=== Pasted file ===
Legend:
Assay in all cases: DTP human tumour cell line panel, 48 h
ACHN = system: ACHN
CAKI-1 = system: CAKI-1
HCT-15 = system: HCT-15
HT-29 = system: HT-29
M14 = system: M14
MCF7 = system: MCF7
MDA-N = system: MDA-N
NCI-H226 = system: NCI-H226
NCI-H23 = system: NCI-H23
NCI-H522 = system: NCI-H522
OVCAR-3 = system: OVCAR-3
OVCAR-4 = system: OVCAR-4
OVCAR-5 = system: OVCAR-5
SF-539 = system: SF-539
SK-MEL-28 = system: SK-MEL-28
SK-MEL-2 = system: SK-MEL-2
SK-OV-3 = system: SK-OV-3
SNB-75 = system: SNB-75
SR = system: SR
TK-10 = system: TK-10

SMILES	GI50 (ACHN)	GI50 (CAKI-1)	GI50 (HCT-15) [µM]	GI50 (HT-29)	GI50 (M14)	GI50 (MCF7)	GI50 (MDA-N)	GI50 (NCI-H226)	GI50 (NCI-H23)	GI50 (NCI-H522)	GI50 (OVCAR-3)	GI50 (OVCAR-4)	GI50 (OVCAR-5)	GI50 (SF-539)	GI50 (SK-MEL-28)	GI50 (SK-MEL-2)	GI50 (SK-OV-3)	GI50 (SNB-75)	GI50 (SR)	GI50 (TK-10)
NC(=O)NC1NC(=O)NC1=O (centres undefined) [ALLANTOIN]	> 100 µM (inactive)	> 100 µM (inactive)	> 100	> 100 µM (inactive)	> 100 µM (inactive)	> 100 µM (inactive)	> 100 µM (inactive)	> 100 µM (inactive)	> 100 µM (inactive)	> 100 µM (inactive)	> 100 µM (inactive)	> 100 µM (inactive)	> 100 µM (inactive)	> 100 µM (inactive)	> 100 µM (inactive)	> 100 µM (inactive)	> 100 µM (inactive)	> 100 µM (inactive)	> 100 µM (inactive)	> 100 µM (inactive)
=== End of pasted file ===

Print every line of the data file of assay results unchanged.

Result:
Legend:
Assay in all cases: DTP human tumour cell line panel, 48 h
ACHN = system: ACHN
CAKI-1 = system: CAKI-1
HCT-15 = system: HCT-15
HT-29 = system: HT-29
M14 = system: M14
MCF7 = system: MCF7
MDA-N = system: MDA-N
NCI-H226 = system: NCI-H226
NCI-H23 = system: NCI-H23
NCI-H522 = system: NCI-H522
OVCAR-3 = system: OVCAR-3
OVCAR-4 = system: OVCAR-4
OVCAR-5 = system: OVCAR-5
SF-539 = system: SF-539
SK-MEL-28 = system: SK-MEL-28
SK-MEL-2 = system: SK-MEL-2
SK-OV-3 = system: SK-OV-3
SNB-75 = system: SNB-75
SR = system: SR
TK-10 = system: TK-10

SMILES	GI50 (ACHN)	GI50 (CAKI-1)	GI50 (HCT-15) [µM]	GI50 (HT-29)	GI50 (M14)	GI50 (MCF7)	GI50 (MDA-N)	GI50 (NCI-H226)	GI50 (NCI-H23)	GI50 (NCI-H522)	GI50 (OVCAR-3)	GI50 (OVCAR-4)	GI50 (OVCAR-5)	GI50 (SF-539)	GI50 (SK-MEL-28)	GI50 (SK-MEL-2)	GI50 (SK-OV-3)	GI50 (SNB-75)	GI50 (SR)	GI50 (TK-10)
NC(=O)NC1NC(=O)NC1=O (centres undefined) [ALLANTOIN]	> 100 µM (inactive)	> 100 µM (inactive)	> 100	> 100 µM (inactive)	> 100 µM (inactive)	> 100 µM (inactive)	> 100 µM (inactive)	> 100 µM (inactive)	> 100 µM (inactive)	> 100 µM (inactive)	> 100 µM (inactive)	> 100 µM (inactive)	> 100 µM (inactive)	> 100 µM (inactive)	> 100 µM (inactive)	> 100 µM (inactive)	> 100 µM (inactive)	> 100 µM (inactive)	> 100 µM (inactive)	> 100 µM (inactive)